On the case of Chris Williamson, who had been a Labour MP, the report specifies that Corbyn-aligned general secretary Jennie Formby said in 2019 that he had brought the party into disrepute.
Formby told staffers that she had personally warned Williamson that it was “completely inappropriate for him as an elected MP to campaign with Labour Against the WitchHunt”.
Williamson was suspended and removed as a parliamentary candidate at the 2019 general election.
Conclusion of the report
In placing responsibility for the mishandling of cases with Iain McNicol’s team, the report states: “In 2017 GLU seem to have dismissed well-evidenced complaints from LAAS as “spam”, without any particularly good cause, and simply not processed them.
“Throughout 2019, by contrast, the GLU team has invested considerable resources in not just processing, but also further investigating, complaints from an individual who is highly abusive towards party staff and party members and submits large numbers of poorly formatted and poorly evidenced complaints.”
The text below is the end of the report.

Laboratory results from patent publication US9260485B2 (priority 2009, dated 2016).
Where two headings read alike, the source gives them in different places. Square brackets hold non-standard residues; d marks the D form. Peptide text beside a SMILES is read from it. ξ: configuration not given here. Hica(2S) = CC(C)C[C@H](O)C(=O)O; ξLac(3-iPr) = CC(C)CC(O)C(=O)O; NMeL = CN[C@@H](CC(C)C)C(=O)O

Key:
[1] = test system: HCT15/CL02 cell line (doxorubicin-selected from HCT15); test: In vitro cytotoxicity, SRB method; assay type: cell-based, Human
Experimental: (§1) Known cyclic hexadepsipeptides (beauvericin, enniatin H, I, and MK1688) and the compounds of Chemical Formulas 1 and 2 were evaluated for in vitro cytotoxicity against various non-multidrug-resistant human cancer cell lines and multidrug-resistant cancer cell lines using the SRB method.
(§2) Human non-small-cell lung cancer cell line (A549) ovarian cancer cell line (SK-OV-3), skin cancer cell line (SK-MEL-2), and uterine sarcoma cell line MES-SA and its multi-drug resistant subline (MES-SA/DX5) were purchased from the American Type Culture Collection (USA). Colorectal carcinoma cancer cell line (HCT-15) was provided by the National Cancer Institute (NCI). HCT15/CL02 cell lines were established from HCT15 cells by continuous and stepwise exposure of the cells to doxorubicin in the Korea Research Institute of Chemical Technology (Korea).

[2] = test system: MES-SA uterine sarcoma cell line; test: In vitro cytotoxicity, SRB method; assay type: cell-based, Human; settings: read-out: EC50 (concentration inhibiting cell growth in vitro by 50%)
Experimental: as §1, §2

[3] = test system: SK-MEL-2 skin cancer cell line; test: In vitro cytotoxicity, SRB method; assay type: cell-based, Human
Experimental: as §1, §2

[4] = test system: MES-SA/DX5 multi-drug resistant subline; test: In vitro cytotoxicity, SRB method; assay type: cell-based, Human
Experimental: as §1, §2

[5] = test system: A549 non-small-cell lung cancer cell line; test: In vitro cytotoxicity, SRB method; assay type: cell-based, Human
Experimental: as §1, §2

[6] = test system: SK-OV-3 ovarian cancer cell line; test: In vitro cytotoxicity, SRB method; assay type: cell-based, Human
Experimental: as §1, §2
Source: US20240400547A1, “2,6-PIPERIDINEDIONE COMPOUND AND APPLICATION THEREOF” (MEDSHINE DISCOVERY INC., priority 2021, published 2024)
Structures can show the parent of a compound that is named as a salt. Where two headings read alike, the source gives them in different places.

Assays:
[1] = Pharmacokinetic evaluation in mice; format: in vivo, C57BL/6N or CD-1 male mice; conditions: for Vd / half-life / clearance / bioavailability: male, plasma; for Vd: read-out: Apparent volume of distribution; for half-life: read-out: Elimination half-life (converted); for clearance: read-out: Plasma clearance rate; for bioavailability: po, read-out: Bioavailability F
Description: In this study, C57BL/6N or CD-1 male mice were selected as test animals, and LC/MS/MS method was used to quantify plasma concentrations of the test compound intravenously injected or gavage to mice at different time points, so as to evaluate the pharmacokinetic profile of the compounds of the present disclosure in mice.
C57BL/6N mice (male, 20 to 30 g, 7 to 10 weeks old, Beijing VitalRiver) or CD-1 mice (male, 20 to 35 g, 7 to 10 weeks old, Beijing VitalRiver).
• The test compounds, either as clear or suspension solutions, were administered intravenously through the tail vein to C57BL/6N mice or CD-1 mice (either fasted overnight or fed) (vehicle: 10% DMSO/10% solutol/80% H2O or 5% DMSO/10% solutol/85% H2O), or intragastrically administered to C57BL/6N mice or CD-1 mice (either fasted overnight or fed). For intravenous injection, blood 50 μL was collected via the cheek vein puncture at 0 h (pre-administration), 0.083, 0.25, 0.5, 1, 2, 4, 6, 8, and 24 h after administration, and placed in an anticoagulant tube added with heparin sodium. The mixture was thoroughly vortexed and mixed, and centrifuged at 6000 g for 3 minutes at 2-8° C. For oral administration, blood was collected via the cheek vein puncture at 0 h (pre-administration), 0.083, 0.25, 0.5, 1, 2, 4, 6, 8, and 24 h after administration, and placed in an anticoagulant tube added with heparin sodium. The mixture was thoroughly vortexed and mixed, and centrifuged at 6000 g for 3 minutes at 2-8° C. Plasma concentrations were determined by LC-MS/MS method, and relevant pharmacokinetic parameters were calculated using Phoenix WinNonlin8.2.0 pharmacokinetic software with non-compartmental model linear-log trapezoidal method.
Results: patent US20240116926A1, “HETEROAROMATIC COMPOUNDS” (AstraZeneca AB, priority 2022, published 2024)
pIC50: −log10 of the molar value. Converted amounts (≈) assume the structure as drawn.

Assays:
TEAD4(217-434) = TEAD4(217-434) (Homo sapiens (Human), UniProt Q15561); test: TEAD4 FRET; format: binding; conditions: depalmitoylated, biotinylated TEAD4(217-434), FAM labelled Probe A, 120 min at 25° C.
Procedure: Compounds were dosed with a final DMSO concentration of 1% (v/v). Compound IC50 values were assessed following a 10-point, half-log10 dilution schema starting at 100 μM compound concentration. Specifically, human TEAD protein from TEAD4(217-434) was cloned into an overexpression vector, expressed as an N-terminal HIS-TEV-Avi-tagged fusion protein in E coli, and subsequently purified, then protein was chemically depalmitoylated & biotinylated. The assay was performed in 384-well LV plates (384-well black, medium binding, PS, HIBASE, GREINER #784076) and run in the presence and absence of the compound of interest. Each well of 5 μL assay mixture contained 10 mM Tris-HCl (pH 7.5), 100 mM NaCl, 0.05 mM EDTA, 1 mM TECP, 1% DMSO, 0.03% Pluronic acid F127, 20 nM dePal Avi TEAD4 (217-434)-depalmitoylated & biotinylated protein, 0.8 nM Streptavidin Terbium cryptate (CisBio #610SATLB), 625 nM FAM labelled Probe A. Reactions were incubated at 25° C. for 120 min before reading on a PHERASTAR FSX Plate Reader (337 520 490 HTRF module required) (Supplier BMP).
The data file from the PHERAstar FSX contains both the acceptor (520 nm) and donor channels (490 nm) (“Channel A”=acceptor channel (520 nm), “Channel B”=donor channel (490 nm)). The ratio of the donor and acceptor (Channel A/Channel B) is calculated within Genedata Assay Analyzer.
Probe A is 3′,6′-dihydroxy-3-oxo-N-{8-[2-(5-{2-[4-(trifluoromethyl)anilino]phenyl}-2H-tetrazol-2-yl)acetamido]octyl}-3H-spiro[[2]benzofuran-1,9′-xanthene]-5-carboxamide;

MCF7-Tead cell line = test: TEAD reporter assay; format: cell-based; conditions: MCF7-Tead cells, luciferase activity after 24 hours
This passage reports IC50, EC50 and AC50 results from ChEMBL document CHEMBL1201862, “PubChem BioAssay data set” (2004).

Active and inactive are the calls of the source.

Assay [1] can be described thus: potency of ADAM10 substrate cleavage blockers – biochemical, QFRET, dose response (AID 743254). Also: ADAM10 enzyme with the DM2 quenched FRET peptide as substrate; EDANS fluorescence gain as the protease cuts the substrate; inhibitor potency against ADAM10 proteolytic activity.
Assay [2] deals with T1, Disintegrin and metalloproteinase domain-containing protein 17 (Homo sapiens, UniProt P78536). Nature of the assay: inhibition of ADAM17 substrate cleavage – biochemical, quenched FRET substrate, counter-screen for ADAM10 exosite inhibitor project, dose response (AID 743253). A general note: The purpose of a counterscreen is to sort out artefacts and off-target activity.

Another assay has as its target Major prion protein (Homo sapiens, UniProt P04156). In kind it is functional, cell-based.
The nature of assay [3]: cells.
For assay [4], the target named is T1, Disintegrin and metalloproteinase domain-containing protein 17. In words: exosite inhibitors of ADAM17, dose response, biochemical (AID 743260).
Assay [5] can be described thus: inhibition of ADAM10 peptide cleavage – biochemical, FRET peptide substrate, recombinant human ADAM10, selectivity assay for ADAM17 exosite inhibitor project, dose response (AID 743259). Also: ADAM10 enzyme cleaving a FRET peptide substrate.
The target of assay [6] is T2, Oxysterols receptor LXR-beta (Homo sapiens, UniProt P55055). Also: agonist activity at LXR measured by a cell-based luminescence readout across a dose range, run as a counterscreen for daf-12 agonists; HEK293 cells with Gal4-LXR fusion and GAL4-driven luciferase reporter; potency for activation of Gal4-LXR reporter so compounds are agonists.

“Finally, the following findings should be emphasised:
1. There is no evidence that, at any point in GLU’s history, antisemitism complaints were treated differently to any other complaints – the problems outlined affected all complaints about whatsoever subject. Whilst the #MeToo movement and allegations concerning MPs involved in sexual harassment led to a new specifically-tailored process for such complaints, a new specific process was then introduced for antisemitism complaints too.
2. There is also no evidence that any individual working for the Labour Party, former or current, has been motivated by antisemitic intent, nor that any complaints were ever treated less favourably because they came from a Jewish complainant or were concerned with allegations of antisemitism.
3. There is evidence that the lack of robust processes, systems, training, education and effective line management had a significant impact upon the thorough, consistent and expedient handling of all complaints. There is also evidence that there was previously much larger scope for human error, without safeguards in place to allow for correction of them.
4. The evidence demonstrates that, particularly from spring 2018 onwards, the Party has introduced appropriate processes, systems, training, education and effective line management to ensure antisemitism complaints are dealt with swiftly and robustly. These safeguards ensure that the past mistakes in the handling of antisemitism complaints cannot be repeated now.
We believe this report demonstrates an unprecedented level of openness, honesty and transparency in confronting our own past shortcomings. Our overriding objective regardless of anything else is to eradicate the virus of antisemitism from our Party and make our Party a safe and welcoming home for Jewish members.